Coadjutor Bishop Louis Tylka reflects on his first year in the Diocese of Peoria

One year ago -- on July 23, 2020 -- newly ordained Bishop Louis Tylka received sustained applause following his ordination as Coadjutor Bishop of Peoria. Leading the applause were (from left) Archbishop Jerome E. Listecki of Milwaukee, Cardinal Blase Cupich of Chicago, and Archbishop Christophe Pierre, apostolic nuncio to the United States, the bishops who consecrated him. (The Catholic Post/Jennifer Willems)

EDITOR’S NOTE: Friday, July 23, will mark the first anniversary of the episcopal ordination of Father Louis Tylka, a priest of the Archdiocese of Chicago, as Coadjutor Bishop of Peoria. Despite much of his first year being shaped by the COVID-19 pandemic, it has been a very active 12 months for Bishop Lou, as he likes to be called. He has traveled extensively in the diocese and will continue to do so in the coming months as he assists — and prepares to eventually succeed — Bishop Daniel R. Jenky, CSC, the diocese’s chief shepherd.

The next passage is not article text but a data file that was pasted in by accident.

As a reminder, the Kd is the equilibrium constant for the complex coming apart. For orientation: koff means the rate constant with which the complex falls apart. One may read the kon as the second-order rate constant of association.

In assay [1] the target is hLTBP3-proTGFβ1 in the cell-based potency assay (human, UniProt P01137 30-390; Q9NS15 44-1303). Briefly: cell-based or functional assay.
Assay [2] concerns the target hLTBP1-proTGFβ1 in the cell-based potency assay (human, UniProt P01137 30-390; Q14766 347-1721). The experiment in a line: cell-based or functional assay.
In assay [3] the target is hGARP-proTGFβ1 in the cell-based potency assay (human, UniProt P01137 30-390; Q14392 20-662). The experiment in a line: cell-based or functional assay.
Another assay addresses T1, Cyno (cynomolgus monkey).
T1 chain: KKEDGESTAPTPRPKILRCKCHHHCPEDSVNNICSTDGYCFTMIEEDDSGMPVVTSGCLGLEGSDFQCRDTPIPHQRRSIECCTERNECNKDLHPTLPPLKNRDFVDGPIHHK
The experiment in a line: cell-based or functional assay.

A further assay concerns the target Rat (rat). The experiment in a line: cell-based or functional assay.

As the anniversary date approached, Bishop Tylka reflected on his first year in an interview with The Catholic Post.  

What is your most lasting or most treasured memory of the episcopal ordination celebration one year ago?

I think back to those days and there are a number of moments that are powerful. The nuncio (Archbishop Christophe Pierre) talking about how to pronounce my name. Cardinal (Blase) Cupich’s homily about returning to Galilee — that place that feeds us — was powerful to me.